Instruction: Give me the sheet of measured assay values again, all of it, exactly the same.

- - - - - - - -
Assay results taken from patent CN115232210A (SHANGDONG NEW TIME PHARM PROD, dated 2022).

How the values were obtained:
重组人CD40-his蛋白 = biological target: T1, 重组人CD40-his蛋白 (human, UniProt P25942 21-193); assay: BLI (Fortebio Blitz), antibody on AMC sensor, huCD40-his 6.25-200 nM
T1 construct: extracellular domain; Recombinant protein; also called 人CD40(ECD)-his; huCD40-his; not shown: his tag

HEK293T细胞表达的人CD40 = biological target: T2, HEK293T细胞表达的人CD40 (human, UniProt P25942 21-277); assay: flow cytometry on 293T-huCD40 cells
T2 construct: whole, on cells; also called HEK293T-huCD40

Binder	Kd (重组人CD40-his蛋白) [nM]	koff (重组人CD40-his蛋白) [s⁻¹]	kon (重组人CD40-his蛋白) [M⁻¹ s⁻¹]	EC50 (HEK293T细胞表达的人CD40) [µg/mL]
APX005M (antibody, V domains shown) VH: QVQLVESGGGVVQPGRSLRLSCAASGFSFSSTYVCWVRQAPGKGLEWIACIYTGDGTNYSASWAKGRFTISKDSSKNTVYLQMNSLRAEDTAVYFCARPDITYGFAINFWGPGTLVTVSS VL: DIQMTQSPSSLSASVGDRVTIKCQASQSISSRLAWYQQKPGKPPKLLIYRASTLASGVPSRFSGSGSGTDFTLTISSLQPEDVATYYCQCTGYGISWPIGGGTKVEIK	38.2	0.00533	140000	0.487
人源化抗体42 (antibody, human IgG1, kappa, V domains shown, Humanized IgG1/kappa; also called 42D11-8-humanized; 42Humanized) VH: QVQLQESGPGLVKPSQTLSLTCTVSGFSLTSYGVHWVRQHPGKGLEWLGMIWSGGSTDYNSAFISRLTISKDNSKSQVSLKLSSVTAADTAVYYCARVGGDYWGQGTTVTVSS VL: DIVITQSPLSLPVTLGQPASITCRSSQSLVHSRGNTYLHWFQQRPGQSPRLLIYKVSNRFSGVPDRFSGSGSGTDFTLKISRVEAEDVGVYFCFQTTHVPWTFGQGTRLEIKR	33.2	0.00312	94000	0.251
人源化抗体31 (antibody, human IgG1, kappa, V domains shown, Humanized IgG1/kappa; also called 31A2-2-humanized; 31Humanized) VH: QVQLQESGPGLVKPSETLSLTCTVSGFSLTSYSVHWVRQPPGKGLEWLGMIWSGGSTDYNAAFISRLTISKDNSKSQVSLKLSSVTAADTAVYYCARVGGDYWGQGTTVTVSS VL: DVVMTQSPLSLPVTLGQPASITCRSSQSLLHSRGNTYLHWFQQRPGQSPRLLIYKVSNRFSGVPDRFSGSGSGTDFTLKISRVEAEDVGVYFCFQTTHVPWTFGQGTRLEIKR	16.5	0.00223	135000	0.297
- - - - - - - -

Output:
Assay results taken from patent CN115232210A (SHANGDONG NEW TIME PHARM PROD, dated 2022).

How the values were obtained:
重组人CD40-his蛋白 = biological target: T1, 重组人CD40-his蛋白 (human, UniProt P25942 21-193); assay: BLI (Fortebio Blitz), antibody on AMC sensor, huCD40-his 6.25-200 nM
T1 construct: extracellular domain; Recombinant protein; also called 人CD40(ECD)-his; huCD40-his; not shown: his tag

HEK293T细胞表达的人CD40 = biological target: T2, HEK293T细胞表达的人CD40 (human, UniProt P25942 21-277); assay: flow cytometry on 293T-huCD40 cells
T2 construct: whole, on cells; also called HEK293T-huCD40

Binder	Kd (重组人CD40-his蛋白) [nM]	koff (重组人CD40-his蛋白) [s⁻¹]	kon (重组人CD40-his蛋白) [M⁻¹ s⁻¹]	EC50 (HEK293T细胞表达的人CD40) [µg/mL]
APX005M (antibody, V domains shown) VH: QVQLVESGGGVVQPGRSLRLSCAASGFSFSSTYVCWVRQAPGKGLEWIACIYTGDGTNYSASWAKGRFTISKDSSKNTVYLQMNSLRAEDTAVYFCARPDITYGFAINFWGPGTLVTVSS VL: DIQMTQSPSSLSASVGDRVTIKCQASQSISSRLAWYQQKPGKPPKLLIYRASTLASGVPSRFSGSGSGTDFTLTISSLQPEDVATYYCQCTGYGISWPIGGGTKVEIK	38.2	0.00533	140000	0.487
人源化抗体42 (antibody, human IgG1, kappa, V domains shown, Humanized IgG1/kappa; also called 42D11-8-humanized; 42Humanized) VH: QVQLQESGPGLVKPSQTLSLTCTVSGFSLTSYGVHWVRQHPGKGLEWLGMIWSGGSTDYNSAFISRLTISKDNSKSQVSLKLSSVTAADTAVYYCARVGGDYWGQGTTVTVSS VL: DIVITQSPLSLPVTLGQPASITCRSSQSLVHSRGNTYLHWFQQRPGQSPRLLIYKVSNRFSGVPDRFSGSGSGTDFTLKISRVEAEDVGVYFCFQTTHVPWTFGQGTRLEIKR	33.2	0.00312	94000	0.251
人源化抗体31 (antibody, human IgG1, kappa, V domains shown, Humanized IgG1/kappa; also called 31A2-2-humanized; 31Humanized) VH: QVQLQESGPGLVKPSETLSLTCTVSGFSLTSYSVHWVRQPPGKGLEWLGMIWSGGSTDYNAAFISRLTISKDNSKSQVSLKLSSVTAADTAVYYCARVGGDYWGQGTTVTVSS VL: DVVMTQSPLSLPVTLGQPASITCRSSQSLLHSRGNTYLHWFQQRPGQSPRLLIYKVSNRFSGVPDRFSGSGSGTDFTLKISRVEAEDVGVYFCFQTTHVPWTFGQGTRLEIKR	16.5	0.00223	135000	0.297